I spoke at a national conference in Milwaukee the other day. After the gig, Kim and I took a nice walk along Lake Michigan. Perched on the shore, like a regal, otherworldly vessel prepared to set sail on a grand adventure, is the Milwaukee Art Museum. I have always been awed by the grand majesty of this architectural gem.
It’s breathtaking. Remarkable. Inspiring.
I couldn’t help but think: if something like this is possible, why do boring, bland buildings even exist? And of course they don’t just merely exist — they are the norm. Obviously, this is an extreme example of pretty remarkable architecture. Buildings like this are rare. But that’s exactly my point. Why settle with something so average, boring, and unremarkable?
While in Walla Walla with my dad for another speaking gig, we had a chance to stroll Main Street. It was a refreshing blend of charm and character, mixed with cute restaurants and one-of-a-kind boutique stores. It had energy, historical significance, and it was clean. Even the places that housed your standard real estate and insurance businesses had a more distinct and charming look than those in most other towns. San Antonio has the famous River Walk, and other large metropolitan areas have similar features, but Walla Walla only has a population of about 30,000. If this city can create a vibrant, distinct downtown with culture and vitality, why don’t they all?
If you’re going to go through the trouble of creating something, be it a building or a business district, that is going to be around for fifty or a hundred or more years, isn’t it worth the effort to make it truly awe-inspiring?
Now, straying from buildings and business districts for a bit, let’s look at people and the lives they lead…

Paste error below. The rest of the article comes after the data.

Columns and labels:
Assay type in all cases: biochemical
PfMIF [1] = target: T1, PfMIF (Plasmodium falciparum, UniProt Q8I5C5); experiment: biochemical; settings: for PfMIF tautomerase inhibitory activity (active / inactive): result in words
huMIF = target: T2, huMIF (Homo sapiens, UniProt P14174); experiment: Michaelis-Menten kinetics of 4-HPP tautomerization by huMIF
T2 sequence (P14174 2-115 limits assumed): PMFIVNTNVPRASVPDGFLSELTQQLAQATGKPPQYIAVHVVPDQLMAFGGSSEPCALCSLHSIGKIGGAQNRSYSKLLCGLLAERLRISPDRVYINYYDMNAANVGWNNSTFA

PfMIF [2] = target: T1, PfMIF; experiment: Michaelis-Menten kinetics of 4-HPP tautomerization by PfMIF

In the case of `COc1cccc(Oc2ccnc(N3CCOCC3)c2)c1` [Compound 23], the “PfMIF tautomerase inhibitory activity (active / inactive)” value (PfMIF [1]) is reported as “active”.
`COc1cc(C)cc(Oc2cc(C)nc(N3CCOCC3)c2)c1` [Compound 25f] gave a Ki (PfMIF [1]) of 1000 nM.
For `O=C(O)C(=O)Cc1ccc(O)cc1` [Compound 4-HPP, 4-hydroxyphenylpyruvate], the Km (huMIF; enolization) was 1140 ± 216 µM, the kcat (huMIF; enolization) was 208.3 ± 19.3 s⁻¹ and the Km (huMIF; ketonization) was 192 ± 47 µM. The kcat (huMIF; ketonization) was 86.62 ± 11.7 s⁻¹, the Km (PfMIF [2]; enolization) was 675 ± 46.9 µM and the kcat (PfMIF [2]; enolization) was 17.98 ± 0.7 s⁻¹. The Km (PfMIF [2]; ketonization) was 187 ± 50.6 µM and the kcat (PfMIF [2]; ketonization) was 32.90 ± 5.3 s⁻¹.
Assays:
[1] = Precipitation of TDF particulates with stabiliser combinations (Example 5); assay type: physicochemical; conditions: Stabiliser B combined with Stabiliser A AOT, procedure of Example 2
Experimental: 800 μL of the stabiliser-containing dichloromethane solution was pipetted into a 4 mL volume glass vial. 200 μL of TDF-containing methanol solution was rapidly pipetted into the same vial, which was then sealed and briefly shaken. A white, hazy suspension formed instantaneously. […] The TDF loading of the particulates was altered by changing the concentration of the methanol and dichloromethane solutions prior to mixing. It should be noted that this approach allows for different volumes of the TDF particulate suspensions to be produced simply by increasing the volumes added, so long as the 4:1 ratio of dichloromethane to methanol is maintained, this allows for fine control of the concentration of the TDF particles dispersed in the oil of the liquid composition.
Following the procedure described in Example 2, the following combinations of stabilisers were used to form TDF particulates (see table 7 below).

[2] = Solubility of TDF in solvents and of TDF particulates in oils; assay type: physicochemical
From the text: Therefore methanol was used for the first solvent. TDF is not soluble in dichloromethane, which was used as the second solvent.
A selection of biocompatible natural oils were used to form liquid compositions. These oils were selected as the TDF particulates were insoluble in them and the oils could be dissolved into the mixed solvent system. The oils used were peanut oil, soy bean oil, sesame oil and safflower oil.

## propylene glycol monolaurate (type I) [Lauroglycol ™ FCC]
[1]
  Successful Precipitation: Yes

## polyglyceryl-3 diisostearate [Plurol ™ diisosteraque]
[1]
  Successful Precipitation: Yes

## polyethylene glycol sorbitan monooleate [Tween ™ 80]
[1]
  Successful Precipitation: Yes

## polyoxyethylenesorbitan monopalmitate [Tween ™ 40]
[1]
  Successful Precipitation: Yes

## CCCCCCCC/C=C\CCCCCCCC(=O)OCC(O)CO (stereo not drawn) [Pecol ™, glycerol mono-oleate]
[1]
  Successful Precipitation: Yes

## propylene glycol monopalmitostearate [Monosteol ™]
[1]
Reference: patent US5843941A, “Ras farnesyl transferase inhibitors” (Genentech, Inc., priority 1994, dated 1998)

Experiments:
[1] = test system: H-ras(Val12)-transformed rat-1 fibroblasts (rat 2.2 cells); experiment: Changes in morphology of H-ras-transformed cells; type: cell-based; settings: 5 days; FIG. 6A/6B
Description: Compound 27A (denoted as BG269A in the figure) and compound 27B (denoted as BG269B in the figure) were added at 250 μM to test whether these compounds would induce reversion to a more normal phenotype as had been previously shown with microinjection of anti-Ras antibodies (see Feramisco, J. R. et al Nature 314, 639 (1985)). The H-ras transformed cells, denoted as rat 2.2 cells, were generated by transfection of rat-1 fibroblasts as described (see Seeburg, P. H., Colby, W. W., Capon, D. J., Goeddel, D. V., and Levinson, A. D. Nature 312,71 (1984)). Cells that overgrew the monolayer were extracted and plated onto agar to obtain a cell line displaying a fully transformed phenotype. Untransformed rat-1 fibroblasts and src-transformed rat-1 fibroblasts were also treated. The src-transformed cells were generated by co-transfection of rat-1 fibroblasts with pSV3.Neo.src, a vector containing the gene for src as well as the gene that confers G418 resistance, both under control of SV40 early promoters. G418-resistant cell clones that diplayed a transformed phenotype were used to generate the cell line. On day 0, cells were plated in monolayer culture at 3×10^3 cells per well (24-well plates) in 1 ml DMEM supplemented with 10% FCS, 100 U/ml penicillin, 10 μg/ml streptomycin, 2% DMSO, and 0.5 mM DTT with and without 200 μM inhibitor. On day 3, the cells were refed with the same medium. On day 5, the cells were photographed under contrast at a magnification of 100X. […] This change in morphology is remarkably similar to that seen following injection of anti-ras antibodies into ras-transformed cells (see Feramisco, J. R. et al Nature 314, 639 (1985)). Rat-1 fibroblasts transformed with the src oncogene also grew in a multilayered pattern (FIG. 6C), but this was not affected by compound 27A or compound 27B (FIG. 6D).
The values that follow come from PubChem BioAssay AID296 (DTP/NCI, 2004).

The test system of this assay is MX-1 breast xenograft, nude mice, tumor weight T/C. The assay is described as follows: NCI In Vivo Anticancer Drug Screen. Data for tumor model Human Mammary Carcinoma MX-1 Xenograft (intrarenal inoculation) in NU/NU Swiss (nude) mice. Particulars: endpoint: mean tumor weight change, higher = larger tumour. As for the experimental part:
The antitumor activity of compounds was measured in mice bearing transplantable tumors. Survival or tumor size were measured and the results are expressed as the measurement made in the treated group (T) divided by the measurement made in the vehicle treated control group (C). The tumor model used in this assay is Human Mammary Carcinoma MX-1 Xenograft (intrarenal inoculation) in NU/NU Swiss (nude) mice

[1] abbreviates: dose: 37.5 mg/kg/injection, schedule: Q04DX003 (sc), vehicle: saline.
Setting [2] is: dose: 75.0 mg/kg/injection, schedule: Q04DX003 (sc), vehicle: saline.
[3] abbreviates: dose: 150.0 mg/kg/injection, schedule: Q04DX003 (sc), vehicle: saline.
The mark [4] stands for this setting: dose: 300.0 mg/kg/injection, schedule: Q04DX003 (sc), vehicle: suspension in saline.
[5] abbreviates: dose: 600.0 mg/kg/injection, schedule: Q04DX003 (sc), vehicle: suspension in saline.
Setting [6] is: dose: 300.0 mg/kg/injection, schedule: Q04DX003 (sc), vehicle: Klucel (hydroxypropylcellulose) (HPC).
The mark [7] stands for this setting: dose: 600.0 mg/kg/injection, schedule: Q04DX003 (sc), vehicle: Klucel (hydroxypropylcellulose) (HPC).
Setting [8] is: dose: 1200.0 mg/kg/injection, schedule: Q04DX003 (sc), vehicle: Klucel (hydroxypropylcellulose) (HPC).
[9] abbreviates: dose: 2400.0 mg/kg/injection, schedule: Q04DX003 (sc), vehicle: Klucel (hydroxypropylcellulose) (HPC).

I know people who are living inspired, original, extraordinary lives, and I bet you probably do, too. I’m not just talking about the rich and famous, I’m talking about everyday people who, like the Milwaukee Art Museum, stand out in a sea of average. They are happy and optimistic. They ignore the rules that don’t exist. They don’t fit in anybody’s box. To them, life is a grand adventure, not something to be muddled through in a constant state of live-for-the-weekend survival mode. In a word, they are remarkable.
The question is the same: If lives like this are possible, why would anyone settle for anything less?
And yet, from cubicle workers to corporate drones to desperate housewives, millions settle for boring, average, and unremarkable.
Being average is easy (everybody is doing it!). But you deserve better. I can assure you, lives that resemble the Milwaukee Art Museum are not reserved for a lucky, privileged few. It’s a lie that you’ve probably been told so many times (by parents, teacher, friends, and the media), that you might believe it. But it just ain’t true. God created you for greatness. But the choice, as always, is up to you.
Chances are good that you’ll be around for anywhere from fifty to a hundred years. You only get one shot. Isn’t it worth the effort to make your life truly awe-inspiring?
Don’t settle for a boring, cookie cutter life. Build for yourself a soaring, inspiring, remarkable work of art.
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Great post to remind us attitude is everything, Jason. You’re an amazing artist (which I already knew)! At first I thought you’d taken a photo of the museum and written over it. I’m glad you had a day worthy of a lakefront stroll. I enjoyed the Walla Walla link as well. Check out the “about us” page on our website. When we re-did the front of our store, we used a photo from 1915 as our guide.